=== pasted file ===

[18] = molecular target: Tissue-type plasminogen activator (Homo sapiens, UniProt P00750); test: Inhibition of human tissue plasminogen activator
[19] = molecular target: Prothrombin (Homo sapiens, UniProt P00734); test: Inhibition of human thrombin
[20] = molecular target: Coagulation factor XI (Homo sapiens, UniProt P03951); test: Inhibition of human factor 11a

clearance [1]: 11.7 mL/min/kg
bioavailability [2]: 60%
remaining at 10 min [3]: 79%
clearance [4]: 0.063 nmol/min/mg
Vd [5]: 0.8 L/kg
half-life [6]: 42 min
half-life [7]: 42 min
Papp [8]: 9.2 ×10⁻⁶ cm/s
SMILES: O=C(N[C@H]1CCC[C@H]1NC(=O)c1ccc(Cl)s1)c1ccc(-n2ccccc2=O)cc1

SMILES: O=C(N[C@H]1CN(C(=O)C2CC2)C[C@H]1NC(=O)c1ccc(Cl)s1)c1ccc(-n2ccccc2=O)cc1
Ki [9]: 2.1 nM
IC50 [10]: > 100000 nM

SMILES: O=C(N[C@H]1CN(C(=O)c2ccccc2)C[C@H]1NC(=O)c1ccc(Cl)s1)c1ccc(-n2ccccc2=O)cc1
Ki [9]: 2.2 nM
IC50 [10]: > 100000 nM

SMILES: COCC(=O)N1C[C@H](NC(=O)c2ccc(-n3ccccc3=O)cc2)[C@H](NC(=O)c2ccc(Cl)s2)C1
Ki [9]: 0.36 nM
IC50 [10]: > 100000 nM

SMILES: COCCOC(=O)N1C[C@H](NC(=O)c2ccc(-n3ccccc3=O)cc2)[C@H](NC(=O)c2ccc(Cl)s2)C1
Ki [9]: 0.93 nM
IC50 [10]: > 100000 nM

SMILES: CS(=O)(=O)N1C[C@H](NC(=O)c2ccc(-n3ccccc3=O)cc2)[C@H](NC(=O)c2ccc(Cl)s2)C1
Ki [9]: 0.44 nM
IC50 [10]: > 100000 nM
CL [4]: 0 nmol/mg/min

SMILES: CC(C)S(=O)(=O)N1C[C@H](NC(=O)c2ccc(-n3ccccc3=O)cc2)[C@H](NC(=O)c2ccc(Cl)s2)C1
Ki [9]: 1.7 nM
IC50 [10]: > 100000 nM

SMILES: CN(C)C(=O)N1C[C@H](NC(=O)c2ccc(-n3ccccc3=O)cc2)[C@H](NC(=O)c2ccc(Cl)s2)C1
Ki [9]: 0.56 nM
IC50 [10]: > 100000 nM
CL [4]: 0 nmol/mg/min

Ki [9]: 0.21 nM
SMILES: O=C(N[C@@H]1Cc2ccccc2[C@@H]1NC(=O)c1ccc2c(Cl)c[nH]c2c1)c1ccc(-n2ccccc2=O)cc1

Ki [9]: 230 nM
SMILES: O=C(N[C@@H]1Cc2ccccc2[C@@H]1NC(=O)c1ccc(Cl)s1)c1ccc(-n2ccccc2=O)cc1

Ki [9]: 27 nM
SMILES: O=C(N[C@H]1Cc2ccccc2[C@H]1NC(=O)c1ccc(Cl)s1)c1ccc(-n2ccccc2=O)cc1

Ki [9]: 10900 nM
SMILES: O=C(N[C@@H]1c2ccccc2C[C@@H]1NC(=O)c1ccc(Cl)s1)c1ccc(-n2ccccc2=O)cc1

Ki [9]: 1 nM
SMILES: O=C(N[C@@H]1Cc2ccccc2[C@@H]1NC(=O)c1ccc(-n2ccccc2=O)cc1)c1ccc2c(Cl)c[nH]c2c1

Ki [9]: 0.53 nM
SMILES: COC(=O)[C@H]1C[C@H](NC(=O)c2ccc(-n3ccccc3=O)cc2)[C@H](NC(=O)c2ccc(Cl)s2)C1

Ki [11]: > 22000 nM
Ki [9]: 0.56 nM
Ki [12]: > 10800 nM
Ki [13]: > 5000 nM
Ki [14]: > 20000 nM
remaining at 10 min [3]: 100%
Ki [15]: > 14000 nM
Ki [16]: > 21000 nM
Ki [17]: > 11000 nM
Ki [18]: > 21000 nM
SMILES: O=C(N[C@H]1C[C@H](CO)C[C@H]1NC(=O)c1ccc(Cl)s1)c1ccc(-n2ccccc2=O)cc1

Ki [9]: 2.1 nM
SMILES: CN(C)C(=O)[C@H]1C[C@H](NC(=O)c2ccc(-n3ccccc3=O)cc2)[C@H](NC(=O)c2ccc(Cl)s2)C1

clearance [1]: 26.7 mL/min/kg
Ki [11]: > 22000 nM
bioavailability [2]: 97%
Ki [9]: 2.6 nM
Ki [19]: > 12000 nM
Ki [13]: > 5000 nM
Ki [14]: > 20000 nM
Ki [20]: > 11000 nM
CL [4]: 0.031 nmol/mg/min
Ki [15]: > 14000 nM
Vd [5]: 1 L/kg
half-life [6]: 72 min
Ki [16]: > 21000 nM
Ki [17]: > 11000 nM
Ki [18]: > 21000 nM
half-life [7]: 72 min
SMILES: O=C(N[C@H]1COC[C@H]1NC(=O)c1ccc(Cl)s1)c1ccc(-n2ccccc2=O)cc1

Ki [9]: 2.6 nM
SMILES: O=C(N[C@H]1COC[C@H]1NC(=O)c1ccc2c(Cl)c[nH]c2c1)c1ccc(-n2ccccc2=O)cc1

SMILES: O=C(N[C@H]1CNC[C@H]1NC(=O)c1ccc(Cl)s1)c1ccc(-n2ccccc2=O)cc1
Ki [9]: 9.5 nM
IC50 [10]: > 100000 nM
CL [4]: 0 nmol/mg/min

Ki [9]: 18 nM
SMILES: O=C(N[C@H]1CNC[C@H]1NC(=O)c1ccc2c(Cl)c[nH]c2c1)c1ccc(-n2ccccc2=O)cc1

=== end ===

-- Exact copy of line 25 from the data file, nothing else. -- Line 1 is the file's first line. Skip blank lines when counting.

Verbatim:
SMILES: CS(=O)(=O)N1C[C@H](NC(=O)c2ccc(-n3ccccc3=O)cc2)[C@H](NC(=O)c2ccc(Cl)s2)C1